Rope in Academe
A committee of the Arkansas State University faculty senate, which has been at odds with the ASU administration, recently asked the faculty to evaluate ASU President Les Wyatt and vice chancellor for academic affairs Susan Allen. Most of those who responded to the mail survey — anonymously, it should be said — were critical of the two. Respondent No. 143 was particularly forceful:
“Les Wyatt: Worst, by a very wide margin, President we ever had. The words to truly describe how bad he has been probably don’t exist.
“Susan Allen: A terrible hiring mistake by ASU administrators. She needs to gather up all her little laser toys and go the HELL BACK where she came from. A total and complete DISASTER administrating, with a personality to match. … What we really need for Wyatt and Allen would include 4 items: Tar, Feathers, a Rail and Some Rope. These Two are the poorest excuses for administrators in the history of Civilization.”
Dinner for the homeless
Arkansas Times readers’ favorite barber, Jerry Hood, is a fervent supporter of the Little Rock Compassion Center, a gospel-centered mission for the homeless on Roosevelt Road. Lucky for the center, which serves some 400 meals a day to people in need.
Before long, everyone who visits Jerry’s Barber Shop on Kavanaugh learns about the Compassion Center. Many of them spread the word, such as the son-in-law of one well-known Arkansan. That connection explains how the Compassion Center landed a big-time speaker for its annual banquet — trucking magnate J.B. Hunt.
The event is at 7 p.m. Monday, May 16, at Sherwood Forest. It’s free, but there’ll be a collection of donations and pledges after the program, which will include testimonials from people helped by the program, the Compassion Center Choir and the First Baptist Church Orchestra. More information is available at the center, 296-9114.
Kids and drugs
We are indebted again to award-winning high school journalist Eliza Borné, editor of the Central High Tiger, for passing along her newspaper’s reports on drug use among Central students.
Surveys were distributed to about 10 percent of the high schools’ students. Based on those that were completed, the Tiger found the following percentages of drug use:
Drug Tried Regularly use
Alcohol 82.8% 22.6%
Marijuana 48.4 14.4
Cocaine 3.1 1.3
Tobacco 41.3 11.9
The survey found that 4.5 percent of those who responded had been arrested on a drug-related offense.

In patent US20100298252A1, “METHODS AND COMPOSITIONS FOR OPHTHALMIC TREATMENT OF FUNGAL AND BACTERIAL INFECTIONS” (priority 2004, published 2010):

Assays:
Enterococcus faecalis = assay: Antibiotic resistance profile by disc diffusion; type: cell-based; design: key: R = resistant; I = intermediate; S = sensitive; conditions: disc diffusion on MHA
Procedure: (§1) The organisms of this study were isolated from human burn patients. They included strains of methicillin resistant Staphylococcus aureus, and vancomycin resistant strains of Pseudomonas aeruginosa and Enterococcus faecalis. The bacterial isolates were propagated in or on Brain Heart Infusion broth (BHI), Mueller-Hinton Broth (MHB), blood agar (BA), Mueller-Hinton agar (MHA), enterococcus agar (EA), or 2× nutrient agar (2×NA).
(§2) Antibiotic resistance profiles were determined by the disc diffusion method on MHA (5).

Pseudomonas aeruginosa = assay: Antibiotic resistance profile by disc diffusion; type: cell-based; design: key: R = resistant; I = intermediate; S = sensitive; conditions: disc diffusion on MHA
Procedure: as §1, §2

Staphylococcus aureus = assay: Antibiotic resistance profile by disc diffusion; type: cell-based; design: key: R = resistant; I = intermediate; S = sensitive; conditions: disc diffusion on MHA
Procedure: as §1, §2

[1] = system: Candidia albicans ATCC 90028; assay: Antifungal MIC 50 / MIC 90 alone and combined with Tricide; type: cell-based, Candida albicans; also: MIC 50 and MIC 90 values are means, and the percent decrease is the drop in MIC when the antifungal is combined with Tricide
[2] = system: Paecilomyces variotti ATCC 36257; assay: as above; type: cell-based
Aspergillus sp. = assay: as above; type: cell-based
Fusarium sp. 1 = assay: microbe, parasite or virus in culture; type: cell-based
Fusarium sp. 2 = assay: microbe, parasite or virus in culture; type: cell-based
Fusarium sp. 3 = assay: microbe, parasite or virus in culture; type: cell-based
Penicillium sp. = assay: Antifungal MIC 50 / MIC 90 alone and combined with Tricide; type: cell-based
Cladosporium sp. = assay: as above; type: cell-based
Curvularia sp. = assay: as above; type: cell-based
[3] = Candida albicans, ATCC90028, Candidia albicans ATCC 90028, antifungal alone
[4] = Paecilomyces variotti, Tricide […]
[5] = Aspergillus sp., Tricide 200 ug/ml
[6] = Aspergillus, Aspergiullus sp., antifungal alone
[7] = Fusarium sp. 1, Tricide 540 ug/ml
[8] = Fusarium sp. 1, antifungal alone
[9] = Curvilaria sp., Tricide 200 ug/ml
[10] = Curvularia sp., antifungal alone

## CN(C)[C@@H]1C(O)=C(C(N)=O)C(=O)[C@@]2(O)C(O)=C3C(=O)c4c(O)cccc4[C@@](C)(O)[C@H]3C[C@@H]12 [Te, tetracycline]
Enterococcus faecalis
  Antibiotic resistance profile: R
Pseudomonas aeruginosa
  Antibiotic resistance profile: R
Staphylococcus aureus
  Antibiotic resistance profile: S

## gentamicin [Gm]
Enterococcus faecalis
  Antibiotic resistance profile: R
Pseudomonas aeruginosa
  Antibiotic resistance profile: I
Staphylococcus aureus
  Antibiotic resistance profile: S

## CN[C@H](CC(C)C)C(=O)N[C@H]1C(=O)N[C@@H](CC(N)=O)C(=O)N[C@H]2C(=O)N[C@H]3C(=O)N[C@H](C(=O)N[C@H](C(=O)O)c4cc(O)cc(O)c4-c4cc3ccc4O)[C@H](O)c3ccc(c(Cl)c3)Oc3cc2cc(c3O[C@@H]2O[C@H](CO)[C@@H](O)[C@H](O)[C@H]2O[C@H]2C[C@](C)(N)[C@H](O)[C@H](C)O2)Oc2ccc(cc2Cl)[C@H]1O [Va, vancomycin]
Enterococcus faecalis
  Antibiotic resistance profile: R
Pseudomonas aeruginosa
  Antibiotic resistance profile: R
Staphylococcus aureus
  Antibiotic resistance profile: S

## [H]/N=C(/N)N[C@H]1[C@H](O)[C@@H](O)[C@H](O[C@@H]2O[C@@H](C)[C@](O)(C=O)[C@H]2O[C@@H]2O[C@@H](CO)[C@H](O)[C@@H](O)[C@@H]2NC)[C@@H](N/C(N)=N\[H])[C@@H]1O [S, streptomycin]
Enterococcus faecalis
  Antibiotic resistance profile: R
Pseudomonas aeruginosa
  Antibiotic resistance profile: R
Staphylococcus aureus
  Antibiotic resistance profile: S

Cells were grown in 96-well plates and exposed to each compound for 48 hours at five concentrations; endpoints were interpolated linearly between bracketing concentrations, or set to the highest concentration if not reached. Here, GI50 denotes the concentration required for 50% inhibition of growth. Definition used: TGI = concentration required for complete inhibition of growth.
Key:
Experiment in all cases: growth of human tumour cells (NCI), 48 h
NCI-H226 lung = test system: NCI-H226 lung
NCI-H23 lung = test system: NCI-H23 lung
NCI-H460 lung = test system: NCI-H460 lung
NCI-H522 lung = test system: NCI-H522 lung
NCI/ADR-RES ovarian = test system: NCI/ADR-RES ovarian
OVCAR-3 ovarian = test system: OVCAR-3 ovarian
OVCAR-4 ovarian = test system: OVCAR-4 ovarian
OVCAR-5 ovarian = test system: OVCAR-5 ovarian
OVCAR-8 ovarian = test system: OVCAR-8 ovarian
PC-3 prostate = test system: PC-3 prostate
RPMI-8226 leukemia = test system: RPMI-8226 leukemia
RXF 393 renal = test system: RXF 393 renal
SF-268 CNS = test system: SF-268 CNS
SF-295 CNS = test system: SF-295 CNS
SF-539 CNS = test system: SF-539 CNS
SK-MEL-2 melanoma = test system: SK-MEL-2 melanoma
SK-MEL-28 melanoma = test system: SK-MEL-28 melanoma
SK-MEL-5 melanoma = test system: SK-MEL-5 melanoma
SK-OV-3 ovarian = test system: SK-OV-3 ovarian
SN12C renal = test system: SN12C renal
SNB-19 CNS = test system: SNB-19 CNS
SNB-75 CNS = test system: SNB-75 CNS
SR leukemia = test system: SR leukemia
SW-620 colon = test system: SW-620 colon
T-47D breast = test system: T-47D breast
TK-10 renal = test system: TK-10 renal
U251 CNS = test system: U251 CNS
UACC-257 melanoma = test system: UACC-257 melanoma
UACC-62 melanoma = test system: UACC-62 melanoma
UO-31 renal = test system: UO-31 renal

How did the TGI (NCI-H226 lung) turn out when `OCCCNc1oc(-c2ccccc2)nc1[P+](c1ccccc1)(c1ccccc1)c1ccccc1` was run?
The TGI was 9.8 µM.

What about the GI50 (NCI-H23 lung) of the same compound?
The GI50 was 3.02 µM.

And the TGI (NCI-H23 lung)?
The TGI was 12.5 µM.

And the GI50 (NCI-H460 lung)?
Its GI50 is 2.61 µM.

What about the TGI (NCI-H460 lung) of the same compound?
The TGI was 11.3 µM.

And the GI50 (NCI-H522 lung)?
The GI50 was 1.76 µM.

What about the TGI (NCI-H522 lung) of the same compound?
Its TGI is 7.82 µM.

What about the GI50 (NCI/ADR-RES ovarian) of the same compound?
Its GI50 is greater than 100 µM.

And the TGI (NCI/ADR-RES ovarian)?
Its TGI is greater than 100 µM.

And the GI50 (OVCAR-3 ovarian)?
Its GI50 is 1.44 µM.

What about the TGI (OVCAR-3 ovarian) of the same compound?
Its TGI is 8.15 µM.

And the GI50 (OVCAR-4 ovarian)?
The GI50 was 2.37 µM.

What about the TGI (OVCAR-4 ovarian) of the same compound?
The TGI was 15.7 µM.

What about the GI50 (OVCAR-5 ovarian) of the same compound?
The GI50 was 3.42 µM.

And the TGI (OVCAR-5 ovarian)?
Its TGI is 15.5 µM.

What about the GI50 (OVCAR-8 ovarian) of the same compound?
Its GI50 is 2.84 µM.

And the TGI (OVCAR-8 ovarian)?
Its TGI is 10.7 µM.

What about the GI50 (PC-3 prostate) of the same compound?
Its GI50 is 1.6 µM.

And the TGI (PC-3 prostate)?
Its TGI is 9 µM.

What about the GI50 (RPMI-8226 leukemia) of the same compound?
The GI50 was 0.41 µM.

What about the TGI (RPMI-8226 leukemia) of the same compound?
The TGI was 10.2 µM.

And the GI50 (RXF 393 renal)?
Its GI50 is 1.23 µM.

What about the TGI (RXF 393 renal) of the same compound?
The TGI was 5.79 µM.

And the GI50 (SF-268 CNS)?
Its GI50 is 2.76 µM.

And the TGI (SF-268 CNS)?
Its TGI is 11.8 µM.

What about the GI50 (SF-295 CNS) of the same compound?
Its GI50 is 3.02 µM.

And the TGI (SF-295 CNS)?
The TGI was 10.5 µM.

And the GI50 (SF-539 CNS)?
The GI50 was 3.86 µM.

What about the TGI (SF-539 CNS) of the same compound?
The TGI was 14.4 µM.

Noted: The newspaper editorialized against drug use and provided information for drug recovery programs.
New to the Little Rock market is Catfish Cuvee, white and red quaffing wines from the Central Coast of California. The winemaker is seeking to appeal to hometown pride with wines labeled after local icons. What better than the catfish for Arkansas? (See our Observer logo.) Winemaker Mat Garretson, whose Paso Robles, Calif., winery is producing the vino says, “wines in this series are crafted to maximize drinking pleasure without sacrificing balance or complexity.” OK, then. But is it good with hush puppies?
UALR Chancellor Andrew Rogerson told staff today that law professor John DiPippa would serve as interim dean of the Bowen School of Law while a search is made for a permanent dean. The appointment takes effect in July. The search should begin in the fall.
Sheila Kennedy, a professor of architecture at the Massachusetts Institute of Technology and founder of Kennedy & Violich Architecture Ltd., will give the June Freeman lecture tonight at the Arkansas Arts Center, part of the Architecture + Design Network series at the Arkansas Arts Center.
The Walton College of Business is working to expand its executive education by opening an office in downtown Little Rock that would offer non-degree programs to the health, banking and finance and retail industries in Central Arkansas, the school confirmed today.
A former mental health agency director has won a default judgment worth $358,000 over a claim for unpaid retirement pay and Sen. Jeremy Hutchinson is apparently to blame for failure to respond to pleadings in the case.